A group of Hove neighbours have set up a residents association to fight proposals for environmentally friendly homes on the edge of Shoreham Harbour.
They held a public meeting last night, with almost 140 turning out to hear about the PortZED plans and to have their say.
One resident, retired planning officer Sue Moffatt, of Derek Avenue, said: “The PortZED scheme is development but not as we know it.
“The scheme aims for a high standard of development and encourages residents to live a low or zero carbon lifestyle.
“It has funding for the inclusion of a visitor centre.
“It’s intended to be a role model for Brighton and Hove and beyond.
“It’s innovative and of local and national interest.
“Low carbon development will be statutory in a few years.
“The idea is getting a lot of support from people who don’t know our neighbourhood.
“The site is in the harbour but it’s also in our neighbourhood.
“It’s an innovative and imaginative idea.
“It’s a good scheme but it’s in the wrong place – it’s on the wrong side of the harbour.
“It’s out of scale where we are.
“Significant changes need to be made to make our new neighbour compatible with our neighbourhood.”
Referring to someone who says “Not in my back yard” – nicknamed a Nimby – she added: “I’m not a Nimby but I want something better on this neighbourhood’s doorstep.”
She was speaking to the newly formed Kingsway and West Hove Residents Association.
It met at St Leonard’s Church Hall in Glebe Villas, Hove, to discuss the PortZED planning application – the ZED stands for zero energy development.
The application is for 67 flats in six buildings in Basin Road North, with helical wind turbines between the buildings and an array of solar panels, predominantly on the southern side.
The scheme includes a host of other eco-friendly features and is even geared up towards creating a dozen or so apprenticeships for young people in Brighton and Hove.
Wish ward councillor Garry Peltzer Dunn said: “What a great scheme. What a wonderful concept. But it’s unproven and it’s a quart into a pint pot.”
A number of residents spelt out their fears and criticisms and asked questions about the project.
One of them was retired GP Mike Sharman, who lives in Kingsway and who chaired the meeting.
In addition to setting out his concerns, he said: “In the long term we’re going to have to reach a compromise with the developer.
“Hopefully we can have a scheme that is financially viable to them and acceptable to us.”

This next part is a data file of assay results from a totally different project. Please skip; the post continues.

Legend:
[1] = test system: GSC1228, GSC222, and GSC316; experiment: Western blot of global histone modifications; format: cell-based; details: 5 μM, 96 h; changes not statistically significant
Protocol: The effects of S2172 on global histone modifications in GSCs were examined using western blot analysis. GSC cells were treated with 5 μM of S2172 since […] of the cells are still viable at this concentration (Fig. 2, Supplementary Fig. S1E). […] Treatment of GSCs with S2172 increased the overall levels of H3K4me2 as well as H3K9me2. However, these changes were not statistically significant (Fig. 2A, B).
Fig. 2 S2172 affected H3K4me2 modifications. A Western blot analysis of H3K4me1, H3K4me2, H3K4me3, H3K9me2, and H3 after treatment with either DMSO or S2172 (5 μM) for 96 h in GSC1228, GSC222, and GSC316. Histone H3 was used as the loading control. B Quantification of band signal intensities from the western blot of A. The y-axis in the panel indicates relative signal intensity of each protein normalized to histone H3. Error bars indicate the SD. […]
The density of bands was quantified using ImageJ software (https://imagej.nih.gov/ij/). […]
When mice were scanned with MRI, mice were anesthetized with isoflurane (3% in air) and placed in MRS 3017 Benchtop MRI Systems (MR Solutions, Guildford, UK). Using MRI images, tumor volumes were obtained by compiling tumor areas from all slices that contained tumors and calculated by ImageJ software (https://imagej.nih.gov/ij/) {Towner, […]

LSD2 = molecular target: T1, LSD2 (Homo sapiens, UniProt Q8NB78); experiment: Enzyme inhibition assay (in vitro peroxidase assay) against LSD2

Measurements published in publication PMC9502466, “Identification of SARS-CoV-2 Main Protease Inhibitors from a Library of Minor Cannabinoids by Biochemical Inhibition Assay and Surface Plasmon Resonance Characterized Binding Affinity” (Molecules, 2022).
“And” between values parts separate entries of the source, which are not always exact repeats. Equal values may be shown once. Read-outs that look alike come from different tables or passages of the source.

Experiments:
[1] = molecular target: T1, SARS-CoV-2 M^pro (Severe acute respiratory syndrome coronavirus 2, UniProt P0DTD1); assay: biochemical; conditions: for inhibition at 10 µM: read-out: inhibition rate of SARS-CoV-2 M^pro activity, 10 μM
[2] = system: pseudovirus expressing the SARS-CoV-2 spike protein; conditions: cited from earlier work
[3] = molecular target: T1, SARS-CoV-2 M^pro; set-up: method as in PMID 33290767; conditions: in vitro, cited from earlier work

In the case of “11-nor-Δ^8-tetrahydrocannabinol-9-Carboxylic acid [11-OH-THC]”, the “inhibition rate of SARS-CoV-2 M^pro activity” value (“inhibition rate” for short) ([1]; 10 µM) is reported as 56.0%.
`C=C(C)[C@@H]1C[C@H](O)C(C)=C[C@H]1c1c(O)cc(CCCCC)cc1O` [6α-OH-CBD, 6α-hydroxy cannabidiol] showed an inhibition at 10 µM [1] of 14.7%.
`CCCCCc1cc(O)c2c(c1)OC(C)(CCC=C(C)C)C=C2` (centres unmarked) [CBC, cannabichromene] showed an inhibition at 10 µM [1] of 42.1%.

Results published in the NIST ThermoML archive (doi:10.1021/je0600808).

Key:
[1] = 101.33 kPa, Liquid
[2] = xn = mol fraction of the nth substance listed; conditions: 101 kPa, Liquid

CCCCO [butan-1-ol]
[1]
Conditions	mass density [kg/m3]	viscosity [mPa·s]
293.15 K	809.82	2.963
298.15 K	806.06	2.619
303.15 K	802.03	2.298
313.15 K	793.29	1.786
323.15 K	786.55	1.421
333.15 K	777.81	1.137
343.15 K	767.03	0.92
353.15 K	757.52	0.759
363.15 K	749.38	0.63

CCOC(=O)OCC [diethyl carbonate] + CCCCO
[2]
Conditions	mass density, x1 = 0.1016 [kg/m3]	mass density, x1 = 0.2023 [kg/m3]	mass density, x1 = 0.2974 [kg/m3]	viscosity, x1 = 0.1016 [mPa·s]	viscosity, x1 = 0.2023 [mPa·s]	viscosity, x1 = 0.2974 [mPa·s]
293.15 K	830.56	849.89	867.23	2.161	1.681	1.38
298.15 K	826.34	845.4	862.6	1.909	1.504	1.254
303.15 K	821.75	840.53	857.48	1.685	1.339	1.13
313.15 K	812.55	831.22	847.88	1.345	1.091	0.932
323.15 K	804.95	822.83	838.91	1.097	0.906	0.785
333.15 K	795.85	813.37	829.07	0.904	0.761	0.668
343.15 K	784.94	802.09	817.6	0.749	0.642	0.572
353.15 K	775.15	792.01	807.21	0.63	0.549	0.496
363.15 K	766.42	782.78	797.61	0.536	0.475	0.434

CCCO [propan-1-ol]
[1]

Residents were reminded that a four-storey building had been given planning permission on the old Caffyns site.
And another four-storey building had been granted permission on the site of the old job centre in Kingsway, next to the PortZED site.
Christopher Hawtree, of Westbourne Gardens, Hove, urged residents to object to the scheme and to try to delay it in the hope that the developer Boho Green would run out of money.
But the developer has recently been awarded a £100,000 prize after a competition held by the Technology Strategy Board.
The money is to fund attempts to adapt the building to cope with climate change.
The PortZED project has already been allocated separate funding for its visitor centre and green business hub.
The space will be used to showcase environmentally friendly ideas such as the Ultra eco – an energy-saving product distributed by Woodingdean company Blue Carbon.
The meeting last night was told that the planning application was supposed to go before the planning committee before the end of March.
This development will be situated on the south side of Kingsway – only the car park is in Basin Road North. It will be five and a half storeys high, blocking out much of the winter sunlight from the houses opposite. The buildings may be eco-friendly in themselves, but they are not friendly to the environment of those who live opposite. We will have to turn our own heating up and solar panels will no longer be effective on our own roofs.
What a disappointing and misrepresentative article. Your comments do not accurately reflect the size and mood of the audience and read more like a press release for the developers of this entirely inappropriate site. The article does little to promote the concept of a free and balanced press.
The site for this development is one of the ugliest places in the city. Its all old cars for sale and parked vans. I quite like the proposals and really don’t think we’ll get anything better so let it go ahead.
A couple of years ago developers would have been trying for 10 or 15 floors of rats-nest flats. At least this development looks forward rather than backwards and could help to improve what is a very run-down corner of the city.
This article is a misrepresentation. The residents association was not formed to fight an eco housing scheme but to stop
a development which is out of all proportion to the residential area north of Kingsway.
In addition, the imbact on parking and the potential noise impact of the wind turbines would adversely affect the
I’m sorry I was unable to accept the invitation to attend this meeting but would add a couple of comments here to those I have given the group’s Secretary by email:
This development is far more about showroom provision to sell eco-technology and the eco credentials of the developers than about being neighbourly as a development or even a place anyone will be able to relax in and call home.
The stress of all that helical bird-blender activity outside of residential windows is appalling to contemplate. The violation of amenity for prospective residents from them is contrary to Local Plan policy QD27. The hum, whine or whatever noise generated by the helicals will drive residents insane. No open windows for them!
That site would be better utilised for the building of some houses. But not as profitable of course…….
A new application has been registered by the Caffyns site developers to increase the size of their consented development by something over 100 sq metres.
The cumulative effect of the 3 developments will change the character of the area. Sadly, it is hard to argue that this is a negative, given the awfulness of the south side of Kingsway.
The greatest negative is that these are all flats in a city desperate for detached family housing.
I was at the meeting and felt the mood had been whipped up by an inflammatory flyer through my door.
Mike Sharman did try to keep the temperature down and look for a rational case against the scheme and I understand completely why he and Jane Galvin oppose it.
It seems to me a much better prospect than the dreadful state of the Kingsway at the moment in spite of Mike and Jane’s concerns but the meeting would not have been the place to say so.